I’m trying not to weigh in too heavily on the polls this early out, but this is ridiculous. Not to mention, a provocation. And, for some odd reason, not easy to embed.

Stephen Green sums up my position perfectly:

For those without the right kind of plug-ins: the story here probably should be that in New Hampshire Bernie Sanders polled at 52%, not that Joe Biden polled at 9%. Although Joe Biden getting 9% in a state poll for a race that he’s not even running in  – yet – is probably in itself not the best news for the Hillary Clinton campaign, which is probably not enthralled about the fact that she’s polling at 30% in a state that she expected to win. Of course, she expected to win all of them in a pro-forma triumphal process; I’m not really seeing that happen, right now.

Again, polls this far out don’t tell you who is going to win in the actual election. But they do tell you who has captured the public eye; and in this particular case that New Hampshire poll is telling us that the public eye is busily looking around to find a candidate that’s at least more interesting than Hillary Clinton. The ironic thing? If Sanders did get the nomination, New Hampshire probably shifts over to at least Lean R*. It certainly won’t hurt [mc_name name=’Sen. Kelly Ayotte (R-NH)’ chamber=’senate’ mcid=’A000368′ ]’s campaign, or whoever we nominate to run for Governor.

All of which makes you wonder why CBS isn’t reporting things that way. Well, for a very esoteric value of ‘you.’ I mean, pretty much everybody who is likely to read this understands already that there’s a particular narrative going on out there, and that narrative has no place for upstart Socialist Senators, cheeky Vice Presidents – or an ignominious Democratic defeat in November 2016. And I don’t know how the people who don’t understand all of this will ever read this piece anyway. Maybe it’ll get forwarded to them, or something?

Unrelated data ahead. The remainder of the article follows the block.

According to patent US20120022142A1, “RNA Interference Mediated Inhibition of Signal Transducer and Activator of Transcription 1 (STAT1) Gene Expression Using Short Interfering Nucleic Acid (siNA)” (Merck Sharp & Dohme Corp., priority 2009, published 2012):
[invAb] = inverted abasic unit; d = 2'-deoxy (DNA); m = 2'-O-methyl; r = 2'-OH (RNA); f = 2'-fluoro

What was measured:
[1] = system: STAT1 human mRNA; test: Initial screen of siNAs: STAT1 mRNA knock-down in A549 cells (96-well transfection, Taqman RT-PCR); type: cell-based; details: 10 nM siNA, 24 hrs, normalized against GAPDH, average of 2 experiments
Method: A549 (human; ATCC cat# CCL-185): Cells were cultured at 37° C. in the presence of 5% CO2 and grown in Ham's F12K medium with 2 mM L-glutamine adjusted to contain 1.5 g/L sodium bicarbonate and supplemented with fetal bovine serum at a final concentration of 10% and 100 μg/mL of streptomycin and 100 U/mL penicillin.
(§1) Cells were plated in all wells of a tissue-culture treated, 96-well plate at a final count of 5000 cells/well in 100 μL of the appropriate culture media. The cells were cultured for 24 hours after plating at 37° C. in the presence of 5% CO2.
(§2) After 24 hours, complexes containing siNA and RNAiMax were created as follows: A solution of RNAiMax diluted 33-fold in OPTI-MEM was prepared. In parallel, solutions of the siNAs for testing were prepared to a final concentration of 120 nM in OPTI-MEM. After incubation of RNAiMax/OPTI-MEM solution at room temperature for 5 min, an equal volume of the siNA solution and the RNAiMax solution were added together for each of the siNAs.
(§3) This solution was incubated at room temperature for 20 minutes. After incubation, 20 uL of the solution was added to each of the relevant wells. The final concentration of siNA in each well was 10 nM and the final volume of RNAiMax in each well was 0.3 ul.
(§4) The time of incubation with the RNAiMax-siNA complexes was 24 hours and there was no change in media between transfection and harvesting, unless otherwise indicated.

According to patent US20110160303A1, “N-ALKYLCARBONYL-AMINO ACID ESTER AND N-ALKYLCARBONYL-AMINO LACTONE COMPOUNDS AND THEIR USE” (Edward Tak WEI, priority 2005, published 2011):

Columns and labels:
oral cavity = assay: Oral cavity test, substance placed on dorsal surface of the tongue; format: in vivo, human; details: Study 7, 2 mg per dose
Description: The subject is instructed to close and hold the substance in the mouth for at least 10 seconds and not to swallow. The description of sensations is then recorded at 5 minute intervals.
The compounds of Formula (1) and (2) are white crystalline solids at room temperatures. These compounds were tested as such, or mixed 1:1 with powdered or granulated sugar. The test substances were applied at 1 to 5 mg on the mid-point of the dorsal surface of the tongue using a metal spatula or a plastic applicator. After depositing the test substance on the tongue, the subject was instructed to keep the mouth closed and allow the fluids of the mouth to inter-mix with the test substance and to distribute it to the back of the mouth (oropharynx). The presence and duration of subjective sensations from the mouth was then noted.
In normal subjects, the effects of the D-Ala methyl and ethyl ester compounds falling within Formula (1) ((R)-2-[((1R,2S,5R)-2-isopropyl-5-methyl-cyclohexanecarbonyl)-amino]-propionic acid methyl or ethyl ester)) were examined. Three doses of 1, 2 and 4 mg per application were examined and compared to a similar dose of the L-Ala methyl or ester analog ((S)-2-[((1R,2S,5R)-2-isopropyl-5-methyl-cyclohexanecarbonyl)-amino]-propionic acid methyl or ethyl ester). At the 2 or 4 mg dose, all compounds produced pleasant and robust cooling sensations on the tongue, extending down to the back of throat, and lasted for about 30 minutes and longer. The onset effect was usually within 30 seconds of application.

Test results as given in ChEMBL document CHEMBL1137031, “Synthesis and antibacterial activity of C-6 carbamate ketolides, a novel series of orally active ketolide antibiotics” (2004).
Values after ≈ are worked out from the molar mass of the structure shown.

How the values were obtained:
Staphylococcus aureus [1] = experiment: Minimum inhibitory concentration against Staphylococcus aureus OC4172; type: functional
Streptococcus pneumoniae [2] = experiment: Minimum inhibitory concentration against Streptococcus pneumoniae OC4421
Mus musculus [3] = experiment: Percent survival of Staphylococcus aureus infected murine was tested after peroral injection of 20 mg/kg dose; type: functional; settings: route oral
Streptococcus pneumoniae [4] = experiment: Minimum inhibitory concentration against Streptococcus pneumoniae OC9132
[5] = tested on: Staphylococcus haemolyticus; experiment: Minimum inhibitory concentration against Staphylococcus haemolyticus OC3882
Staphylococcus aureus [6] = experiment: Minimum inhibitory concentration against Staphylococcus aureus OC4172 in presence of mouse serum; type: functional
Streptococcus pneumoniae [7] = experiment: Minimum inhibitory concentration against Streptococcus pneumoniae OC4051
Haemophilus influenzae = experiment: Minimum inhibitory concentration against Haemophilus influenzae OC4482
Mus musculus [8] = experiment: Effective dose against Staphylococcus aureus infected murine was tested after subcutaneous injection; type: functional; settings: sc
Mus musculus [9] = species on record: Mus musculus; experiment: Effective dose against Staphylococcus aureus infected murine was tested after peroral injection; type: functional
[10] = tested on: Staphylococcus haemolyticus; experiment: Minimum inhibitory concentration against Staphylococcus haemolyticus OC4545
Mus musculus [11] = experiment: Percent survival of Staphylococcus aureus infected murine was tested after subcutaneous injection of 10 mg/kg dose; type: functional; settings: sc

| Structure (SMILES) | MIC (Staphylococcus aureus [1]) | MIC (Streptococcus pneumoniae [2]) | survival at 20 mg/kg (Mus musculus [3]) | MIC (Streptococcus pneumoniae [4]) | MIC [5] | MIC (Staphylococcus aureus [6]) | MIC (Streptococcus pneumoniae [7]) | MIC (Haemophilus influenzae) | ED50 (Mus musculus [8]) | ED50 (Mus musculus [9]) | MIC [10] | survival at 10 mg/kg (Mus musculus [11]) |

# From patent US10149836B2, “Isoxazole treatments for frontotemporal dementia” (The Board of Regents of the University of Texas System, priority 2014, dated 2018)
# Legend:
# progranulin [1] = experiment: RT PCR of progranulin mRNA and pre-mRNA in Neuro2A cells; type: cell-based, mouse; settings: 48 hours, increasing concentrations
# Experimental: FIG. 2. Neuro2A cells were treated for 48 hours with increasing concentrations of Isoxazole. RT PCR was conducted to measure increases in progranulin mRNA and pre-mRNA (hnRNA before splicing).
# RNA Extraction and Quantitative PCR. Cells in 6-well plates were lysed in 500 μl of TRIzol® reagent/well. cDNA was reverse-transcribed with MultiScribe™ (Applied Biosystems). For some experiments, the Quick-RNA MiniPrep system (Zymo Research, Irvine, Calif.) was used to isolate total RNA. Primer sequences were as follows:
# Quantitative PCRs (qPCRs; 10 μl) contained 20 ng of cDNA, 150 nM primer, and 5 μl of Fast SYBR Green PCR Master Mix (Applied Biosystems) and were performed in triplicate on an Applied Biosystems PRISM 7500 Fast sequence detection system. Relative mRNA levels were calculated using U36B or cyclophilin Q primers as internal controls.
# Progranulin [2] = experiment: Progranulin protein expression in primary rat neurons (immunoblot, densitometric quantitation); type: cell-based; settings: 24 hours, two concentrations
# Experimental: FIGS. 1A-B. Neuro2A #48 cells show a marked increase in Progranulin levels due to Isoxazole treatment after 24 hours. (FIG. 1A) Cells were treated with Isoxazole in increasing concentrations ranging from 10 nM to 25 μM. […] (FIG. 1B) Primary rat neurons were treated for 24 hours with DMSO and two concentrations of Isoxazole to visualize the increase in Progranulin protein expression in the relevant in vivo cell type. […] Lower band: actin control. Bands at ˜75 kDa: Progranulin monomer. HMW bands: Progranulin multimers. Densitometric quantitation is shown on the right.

Moe Lane (crosspost)

*An important point to consider: no matter how bad the 2012 map was for us, it’s still better than the 2008 map – and we’re not particularly in danger of losing states from either to whatever candidate the Democrats eventually throw up (phrase absolutely intended). In fact, it’s hard to think of a state where the Democrat will do better than Obama did in 2012. The results are unlikely to be dramatic, but then we’ve been fighting down in the weeds (and the margins) in Presidential elections for quite a while now anyway.